One of the pieces of this masterful orchestration is entitled "Gethsemane."
As I have performed this song, the Spirit has given me a glimpse of the depth of what went on in Gethsemane. A glimpse I have never had, even when I lived in Jerusalem and went to this garden many times a week. Even when I had a very sacred physical experience in Gethsemane, there was no music to make what I felt there come to life.
Now there is.
There are impressive soloists representing Peter, John, Thomas, Judas, Mary Mother of Jesus, Mary Magdalene, Pilate, and a few others. But the composer chose not to have a soloist represent the Savior. He chose a cello. Here is a low quality video of what this song sounds like without the choir:
There is a moment in this song after the cello personifies the expressions of the Savior during the atonement where the choir takes over and starts to sing the words of the Savior as He pleads that the bitter cup be taken from him. A moment when I cannot let myself think about the meaning of what we are portraying, or I lose my composure and with it my ability to perform. It is a sacred, powerful and intense moment.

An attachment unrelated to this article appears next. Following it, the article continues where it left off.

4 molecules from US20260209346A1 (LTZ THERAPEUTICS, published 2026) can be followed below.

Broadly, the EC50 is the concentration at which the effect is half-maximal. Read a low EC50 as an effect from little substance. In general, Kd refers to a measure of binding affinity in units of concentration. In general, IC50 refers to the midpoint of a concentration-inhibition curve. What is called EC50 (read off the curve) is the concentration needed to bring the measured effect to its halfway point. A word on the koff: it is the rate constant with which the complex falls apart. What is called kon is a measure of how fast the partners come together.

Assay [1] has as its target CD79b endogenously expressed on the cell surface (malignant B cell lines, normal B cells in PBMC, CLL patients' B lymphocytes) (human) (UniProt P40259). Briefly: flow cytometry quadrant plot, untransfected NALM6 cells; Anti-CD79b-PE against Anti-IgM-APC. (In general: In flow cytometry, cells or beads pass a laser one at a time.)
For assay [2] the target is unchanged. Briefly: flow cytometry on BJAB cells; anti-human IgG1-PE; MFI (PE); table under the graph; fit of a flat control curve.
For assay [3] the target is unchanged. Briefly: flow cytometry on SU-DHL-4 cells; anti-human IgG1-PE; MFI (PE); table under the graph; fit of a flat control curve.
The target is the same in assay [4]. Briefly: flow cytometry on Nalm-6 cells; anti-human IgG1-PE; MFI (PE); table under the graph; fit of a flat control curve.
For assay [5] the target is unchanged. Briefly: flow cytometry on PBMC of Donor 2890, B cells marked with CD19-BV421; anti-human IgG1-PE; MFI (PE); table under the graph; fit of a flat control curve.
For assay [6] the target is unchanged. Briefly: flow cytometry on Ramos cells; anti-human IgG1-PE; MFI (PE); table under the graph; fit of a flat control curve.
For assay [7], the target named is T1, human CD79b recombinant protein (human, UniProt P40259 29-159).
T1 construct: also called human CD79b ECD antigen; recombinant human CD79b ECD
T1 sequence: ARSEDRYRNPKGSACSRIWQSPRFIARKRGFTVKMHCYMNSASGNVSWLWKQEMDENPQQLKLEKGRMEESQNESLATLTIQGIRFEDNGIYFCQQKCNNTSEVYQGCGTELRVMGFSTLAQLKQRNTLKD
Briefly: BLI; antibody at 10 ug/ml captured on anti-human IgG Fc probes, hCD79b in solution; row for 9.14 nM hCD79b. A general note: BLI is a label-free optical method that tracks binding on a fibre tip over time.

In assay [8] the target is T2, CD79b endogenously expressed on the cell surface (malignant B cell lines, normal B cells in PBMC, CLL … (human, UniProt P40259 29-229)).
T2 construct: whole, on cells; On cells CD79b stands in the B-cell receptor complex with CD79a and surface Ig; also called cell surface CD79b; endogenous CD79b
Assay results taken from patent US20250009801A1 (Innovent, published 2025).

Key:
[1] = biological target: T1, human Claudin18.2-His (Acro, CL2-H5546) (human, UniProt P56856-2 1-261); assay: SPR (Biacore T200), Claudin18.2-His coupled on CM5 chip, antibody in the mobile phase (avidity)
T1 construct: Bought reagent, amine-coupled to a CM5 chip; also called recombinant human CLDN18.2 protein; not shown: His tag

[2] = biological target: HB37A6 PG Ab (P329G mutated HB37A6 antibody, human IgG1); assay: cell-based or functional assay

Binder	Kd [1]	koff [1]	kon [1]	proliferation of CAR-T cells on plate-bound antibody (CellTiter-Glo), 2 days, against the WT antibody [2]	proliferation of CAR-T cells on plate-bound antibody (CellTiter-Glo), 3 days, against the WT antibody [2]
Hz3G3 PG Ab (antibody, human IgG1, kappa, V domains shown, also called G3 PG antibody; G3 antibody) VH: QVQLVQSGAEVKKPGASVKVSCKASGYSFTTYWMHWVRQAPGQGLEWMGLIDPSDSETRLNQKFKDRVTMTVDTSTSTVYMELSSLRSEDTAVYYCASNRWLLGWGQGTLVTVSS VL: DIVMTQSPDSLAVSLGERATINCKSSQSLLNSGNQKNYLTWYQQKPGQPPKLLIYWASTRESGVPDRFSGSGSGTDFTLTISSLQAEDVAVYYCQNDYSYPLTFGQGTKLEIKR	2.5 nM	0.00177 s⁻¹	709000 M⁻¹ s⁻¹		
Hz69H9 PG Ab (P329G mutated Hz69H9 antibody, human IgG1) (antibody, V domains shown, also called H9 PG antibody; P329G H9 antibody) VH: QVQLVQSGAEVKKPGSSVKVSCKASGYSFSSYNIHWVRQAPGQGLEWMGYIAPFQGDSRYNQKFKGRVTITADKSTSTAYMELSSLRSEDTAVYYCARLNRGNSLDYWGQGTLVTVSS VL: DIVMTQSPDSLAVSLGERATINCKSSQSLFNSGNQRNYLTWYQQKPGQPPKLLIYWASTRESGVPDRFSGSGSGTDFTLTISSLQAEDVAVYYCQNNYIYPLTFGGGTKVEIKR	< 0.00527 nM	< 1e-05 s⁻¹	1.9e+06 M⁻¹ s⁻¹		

The Abba moment.
The orchestra and choir mesh to produce an indelible expression of music that portrays the infinite suffering. Suffering of a God, made human, for this very moment. The music starts in piano (very soft) and grows over about ten measures at which point the orchestra is nearly snapping their strings and the choir is all but screaming.
Every time this moment happens, I look at the director who is flexing virtually every muscle in his body as he rips this sound from the collective soul of the choir and orchestra.
ALA LO TSAVANI, ANT TSAVANACH ------- But not my will, Thy will
O ABBA! ------- O Father!
Even amidst this Abba cry and the awful and amazing expiation of the sins of every living soul in the universe, He was the Director.
The Director of Gethsemane.
At any moment, Jesus of Nazareth could have put the baton down and stopped the awful and infinite music of the wrath of the atonement. He could have chosen not to go through with it. But He didn't. He kept the music going to the bitter end.
"---how sore you know not, how exquisite you know not, yea, how hard to bear you know not. For behold, I God, have suffered these things for all, that they might not suffer if they would repent;...which suffering caused myself, even God, the greatest of all, to tremble because of pain, and to bleed at every pore, and to suffer both body and spirit---and would that I might not drink the bitter cup and shrink---" (D&C 19:15-19).